Four British travellers have been killed in a light aircraft crash close to one of Peru’s top tourist attractions.
Two Peruvian crew members also died when the plane came down near the Nazca Lines markings 240 miles south east of Lima.
The aircraft reportedly burst into flames shortly after take-off after attempting an emergency landing in a field following suspected engine failure.
The group was on a trip to see the UNESCO World Heritage Site dating from pre-Inca times, which is best viewed from the air.
Flights over the Nazca Lines are popular with tourists wanting to view images depicting animals that span hundreds of feet across. They are thought to have been etched between 2,200 and 1,300 years ago.
The Foreign and Commonwealth Office has altered travel advice in recent months to warn tourists about air safety in Peru.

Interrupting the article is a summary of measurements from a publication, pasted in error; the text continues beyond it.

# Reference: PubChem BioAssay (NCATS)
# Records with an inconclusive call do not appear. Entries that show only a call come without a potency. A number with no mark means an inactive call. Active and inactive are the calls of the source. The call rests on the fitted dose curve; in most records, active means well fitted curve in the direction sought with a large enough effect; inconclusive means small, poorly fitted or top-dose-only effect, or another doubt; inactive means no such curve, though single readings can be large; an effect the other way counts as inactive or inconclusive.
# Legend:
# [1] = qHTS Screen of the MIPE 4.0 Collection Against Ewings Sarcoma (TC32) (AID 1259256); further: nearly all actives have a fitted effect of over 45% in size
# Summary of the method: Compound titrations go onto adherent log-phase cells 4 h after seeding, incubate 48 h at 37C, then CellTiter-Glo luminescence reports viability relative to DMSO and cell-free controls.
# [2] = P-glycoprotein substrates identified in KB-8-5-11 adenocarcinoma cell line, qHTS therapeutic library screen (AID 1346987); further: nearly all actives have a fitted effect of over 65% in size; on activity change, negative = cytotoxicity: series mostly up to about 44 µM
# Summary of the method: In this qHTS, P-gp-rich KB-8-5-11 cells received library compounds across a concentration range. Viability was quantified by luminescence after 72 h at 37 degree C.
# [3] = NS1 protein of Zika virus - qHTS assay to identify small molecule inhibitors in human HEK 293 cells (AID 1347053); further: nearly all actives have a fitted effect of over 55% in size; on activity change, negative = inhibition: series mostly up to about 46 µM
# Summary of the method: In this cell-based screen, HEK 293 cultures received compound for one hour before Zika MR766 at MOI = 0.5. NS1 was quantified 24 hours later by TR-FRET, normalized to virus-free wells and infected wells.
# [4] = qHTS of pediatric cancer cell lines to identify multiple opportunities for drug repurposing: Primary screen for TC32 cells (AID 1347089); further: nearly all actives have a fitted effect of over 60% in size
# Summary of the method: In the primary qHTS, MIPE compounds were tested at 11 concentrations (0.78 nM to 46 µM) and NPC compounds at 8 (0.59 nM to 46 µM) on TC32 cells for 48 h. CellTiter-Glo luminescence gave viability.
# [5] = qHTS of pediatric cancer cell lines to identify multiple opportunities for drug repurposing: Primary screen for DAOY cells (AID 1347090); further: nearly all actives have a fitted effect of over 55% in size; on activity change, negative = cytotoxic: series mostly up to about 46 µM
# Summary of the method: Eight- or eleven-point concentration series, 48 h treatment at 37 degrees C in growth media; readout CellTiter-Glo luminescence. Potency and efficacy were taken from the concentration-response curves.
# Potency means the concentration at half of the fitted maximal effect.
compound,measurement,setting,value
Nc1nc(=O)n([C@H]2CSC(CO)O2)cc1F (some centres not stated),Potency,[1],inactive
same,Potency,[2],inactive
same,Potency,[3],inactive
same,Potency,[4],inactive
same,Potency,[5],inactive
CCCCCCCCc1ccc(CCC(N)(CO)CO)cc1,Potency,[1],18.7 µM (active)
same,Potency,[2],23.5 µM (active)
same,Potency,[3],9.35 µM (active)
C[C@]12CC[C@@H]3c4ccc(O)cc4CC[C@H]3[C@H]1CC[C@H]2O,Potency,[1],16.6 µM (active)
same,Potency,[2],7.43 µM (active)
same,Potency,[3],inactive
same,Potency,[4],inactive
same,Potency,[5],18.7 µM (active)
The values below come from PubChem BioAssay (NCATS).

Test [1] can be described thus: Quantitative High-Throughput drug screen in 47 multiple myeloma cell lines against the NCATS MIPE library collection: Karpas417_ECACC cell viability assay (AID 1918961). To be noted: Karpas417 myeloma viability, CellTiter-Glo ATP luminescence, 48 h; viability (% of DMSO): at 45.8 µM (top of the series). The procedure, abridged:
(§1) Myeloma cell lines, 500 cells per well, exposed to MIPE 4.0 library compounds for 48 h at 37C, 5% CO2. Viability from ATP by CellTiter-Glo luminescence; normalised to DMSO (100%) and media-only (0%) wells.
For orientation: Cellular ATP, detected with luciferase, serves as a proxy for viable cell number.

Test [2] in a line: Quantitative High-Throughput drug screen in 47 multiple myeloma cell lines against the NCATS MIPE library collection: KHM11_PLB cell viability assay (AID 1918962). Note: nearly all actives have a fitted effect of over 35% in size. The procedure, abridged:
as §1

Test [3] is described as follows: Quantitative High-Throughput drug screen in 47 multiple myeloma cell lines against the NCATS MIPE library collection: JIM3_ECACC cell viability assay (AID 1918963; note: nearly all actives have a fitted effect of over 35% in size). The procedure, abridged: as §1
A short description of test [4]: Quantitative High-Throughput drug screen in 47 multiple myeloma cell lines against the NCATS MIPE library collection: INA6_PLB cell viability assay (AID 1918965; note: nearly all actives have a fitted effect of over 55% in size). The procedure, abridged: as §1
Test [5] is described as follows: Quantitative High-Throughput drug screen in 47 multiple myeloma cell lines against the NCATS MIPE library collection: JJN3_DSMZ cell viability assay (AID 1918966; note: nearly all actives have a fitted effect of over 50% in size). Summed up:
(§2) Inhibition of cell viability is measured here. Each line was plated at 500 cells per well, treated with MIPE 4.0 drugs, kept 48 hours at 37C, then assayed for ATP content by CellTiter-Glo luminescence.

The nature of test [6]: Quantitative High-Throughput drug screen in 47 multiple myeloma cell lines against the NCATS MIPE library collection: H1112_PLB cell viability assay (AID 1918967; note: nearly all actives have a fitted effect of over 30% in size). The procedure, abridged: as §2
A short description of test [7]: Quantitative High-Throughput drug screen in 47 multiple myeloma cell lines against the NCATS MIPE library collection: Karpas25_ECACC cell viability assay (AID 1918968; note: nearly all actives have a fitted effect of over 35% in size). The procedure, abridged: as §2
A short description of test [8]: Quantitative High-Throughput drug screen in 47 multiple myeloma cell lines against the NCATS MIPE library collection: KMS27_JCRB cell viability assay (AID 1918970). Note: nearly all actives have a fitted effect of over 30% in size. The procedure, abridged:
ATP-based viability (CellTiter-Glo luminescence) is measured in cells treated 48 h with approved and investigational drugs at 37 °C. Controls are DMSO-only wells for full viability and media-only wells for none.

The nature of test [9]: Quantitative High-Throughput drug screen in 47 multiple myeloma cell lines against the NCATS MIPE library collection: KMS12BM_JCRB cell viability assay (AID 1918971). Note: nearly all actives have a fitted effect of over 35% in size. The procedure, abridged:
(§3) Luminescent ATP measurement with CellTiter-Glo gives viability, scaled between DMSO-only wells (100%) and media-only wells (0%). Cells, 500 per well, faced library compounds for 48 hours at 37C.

“All air companies offering flights over the Nazca Lines, either from Nazca or from the city of Ica, must have a co-pilot on board,” it said.
“Any aircraft flying over the Nazca Lines must be no more than 15 years old and must also be able to accommodate at least eight passengers and two crew members.”
There has been a series of fatal crashes in the region in recent years. Six South American tourists and their pilot were killed in February, and in April 2008 five French tourists died.
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